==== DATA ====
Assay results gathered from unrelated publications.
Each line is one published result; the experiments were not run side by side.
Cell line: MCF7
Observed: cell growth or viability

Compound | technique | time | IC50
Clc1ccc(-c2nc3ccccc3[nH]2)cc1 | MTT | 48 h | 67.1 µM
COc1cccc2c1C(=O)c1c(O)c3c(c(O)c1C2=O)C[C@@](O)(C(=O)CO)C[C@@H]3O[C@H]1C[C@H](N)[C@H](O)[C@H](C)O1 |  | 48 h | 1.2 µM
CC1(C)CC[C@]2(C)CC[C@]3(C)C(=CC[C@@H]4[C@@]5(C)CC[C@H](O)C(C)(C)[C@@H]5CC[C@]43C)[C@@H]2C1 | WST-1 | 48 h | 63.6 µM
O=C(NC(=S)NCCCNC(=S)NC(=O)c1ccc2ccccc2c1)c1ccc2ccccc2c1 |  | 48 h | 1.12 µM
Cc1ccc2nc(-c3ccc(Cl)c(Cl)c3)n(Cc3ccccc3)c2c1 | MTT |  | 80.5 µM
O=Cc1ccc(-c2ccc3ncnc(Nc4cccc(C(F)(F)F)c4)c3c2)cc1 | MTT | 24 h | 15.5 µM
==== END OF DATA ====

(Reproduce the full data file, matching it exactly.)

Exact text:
Assay results gathered from unrelated publications.
Each line is one published result; the experiments were not run side by side.
Cell line: MCF7
Observed: cell growth or viability

Compound | technique | time | IC50
Clc1ccc(-c2nc3ccccc3[nH]2)cc1 | MTT | 48 h | 67.1 µM
COc1cccc2c1C(=O)c1c(O)c3c(c(O)c1C2=O)C[C@@](O)(C(=O)CO)C[C@@H]3O[C@H]1C[C@H](N)[C@H](O)[C@H](C)O1 |  | 48 h | 1.2 µM
CC1(C)CC[C@]2(C)CC[C@]3(C)C(=CC[C@@H]4[C@@]5(C)CC[C@H](O)C(C)(C)[C@@H]5CC[C@]43C)[C@@H]2C1 | WST-1 | 48 h | 63.6 µM
O=C(NC(=S)NCCCNC(=S)NC(=O)c1ccc2ccccc2c1)c1ccc2ccccc2c1 |  | 48 h | 1.12 µM
Cc1ccc2nc(-c3ccc(Cl)c(Cl)c3)n(Cc3ccccc3)c2c1 | MTT |  | 80.5 µM
O=Cc1ccc(-c2ccc3ncnc(Nc4cccc(C(F)(F)F)c4)c3c2)cc1 | MTT | 24 h | 15.5 µM